• 51% of responses strongly agreed or agreed that the café should have multiple levels.
  • 84% of responses supported the proposed designs for the activity hub.
  • 90% of responses strongly agreed or agreed that the activity proposals suit a range of user groups of different ages, abilities and interests.
  • In addition to the skatepark which was already consulted on as part of the Leith Links Masterplan, the top 3 ranked activities for the hub were a pump track/bike trail, bouldering rocks and roller rink, respectively.
  • Significant themes from feedback stressed the importance of incorporating biodiversity elements, including social seating, managing noise and ensuring that the space can be used for adults as well as children.

We did

We would like to thank everyone who responded to the consultation.

We have already considered the comments and how to reflect them in the design. Where this is not possible, we will explore how other areas of the park can be adapted to accommodate some of these suggestions.

Our next step is updating the plans to take to Planning Committee early next year. After planning consent our focus will be on securing funding to take forward detailed designs and deliver the scheme. Further updates on this will be published on

We asked

We undertook a consultation exercise on the draft West Edinburgh Placemaking Framework and Strategic Masterplan (WEPFSM).

We asked for comments on various parts of the WEPFSM including what is good about the area; what are the challenges, sustainability; green blue network and landscape; open space, play and recreation; connectivity, access, movement and parking; living well locally; and creating a distinctive place.

The consultation took place for 12 weeks between 12 July 2023 and 4 October 2023.

There was engagement via the questionnaire on the Consultation Hub, a staffed pop-up session, a drop-in exhibition and two online webinars. Young people were engaged at three events in local schools and there was a presentation to Corstorphine Community Council. There were also discussions with a range of consultees and stakeholders.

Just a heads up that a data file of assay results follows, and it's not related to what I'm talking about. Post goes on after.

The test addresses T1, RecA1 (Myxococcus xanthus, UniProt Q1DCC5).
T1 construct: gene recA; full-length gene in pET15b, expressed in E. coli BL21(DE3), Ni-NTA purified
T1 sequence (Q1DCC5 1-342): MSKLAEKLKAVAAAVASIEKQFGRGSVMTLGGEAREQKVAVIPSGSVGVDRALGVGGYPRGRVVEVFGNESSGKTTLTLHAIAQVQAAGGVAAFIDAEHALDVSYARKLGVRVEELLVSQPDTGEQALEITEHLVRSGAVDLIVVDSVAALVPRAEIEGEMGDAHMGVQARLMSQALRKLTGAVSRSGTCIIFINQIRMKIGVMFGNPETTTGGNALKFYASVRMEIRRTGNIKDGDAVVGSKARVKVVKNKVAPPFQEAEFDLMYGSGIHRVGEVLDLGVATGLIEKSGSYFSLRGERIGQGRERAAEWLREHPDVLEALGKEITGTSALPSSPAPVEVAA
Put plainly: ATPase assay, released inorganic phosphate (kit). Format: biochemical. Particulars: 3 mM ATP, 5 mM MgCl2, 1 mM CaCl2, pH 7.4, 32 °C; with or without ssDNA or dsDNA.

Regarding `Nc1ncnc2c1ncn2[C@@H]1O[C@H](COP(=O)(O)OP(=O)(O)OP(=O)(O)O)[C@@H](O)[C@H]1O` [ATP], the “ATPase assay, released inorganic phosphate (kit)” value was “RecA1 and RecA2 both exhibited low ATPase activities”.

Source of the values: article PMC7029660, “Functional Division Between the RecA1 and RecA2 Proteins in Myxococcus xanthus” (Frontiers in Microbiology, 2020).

You said

  • 173 people responded to our consultation via the Consultation Hub.
  • Over 50 people attended the drop-in information session.
  • Over 160 young people were involved in the school engagement exercises.
  • There were concerns about the principle of developing the site and the loss of green space.
  • The increase in traffic was the main concern and that development will bring further congestion to the area.
  • Making sure public transport is there from the start was important.
  • Needs better designed and safe cycle paths, walkways and crossings that meet the needs of different people.
  • Having a range of local amenities nearby needs to be a priority with overall support for a 20 minute neighbourhood approach.
  • Importance of delivering a range of homes that are affordable.
  • Needs to be as much green space as possible but they need to be fit for different uses and be inclusive.
  • Suggested a range of place names.

We did

We would like to thank everyone who responded to the consultation and attended the events.

We have revised the WEPFSM and we took it to Planning Committee on 19 December 2023 where it was approved. You can see all the associated papers (including the consultation report) and view the webcast of the meeting on our Committee meetings webpage.

We considered all the responses and took them into account when thinking about the revised version of the WEPFSM.

The main changes were:

  • Ensuring active travel and public transport remain core to the WEPFSM; and that the roads, path network and connections support this approach.
  • Recognising the needs of everyone within the future community in terms of open space, uses and services.
  • Adjusting the Airport area so uses such as town centre are not shown within it.
  • More developed options for the Gogar Burn.
  • Making the WEPFSM more concise and improving the illustrations
  • Making the phasing requirements clearer

The WEPFSM is now planning guidance that will shape the future development of West Edinburgh as required by Place Policy 16 in City Plan 2030. It will be a material consideration as future planning applications come forward for the area.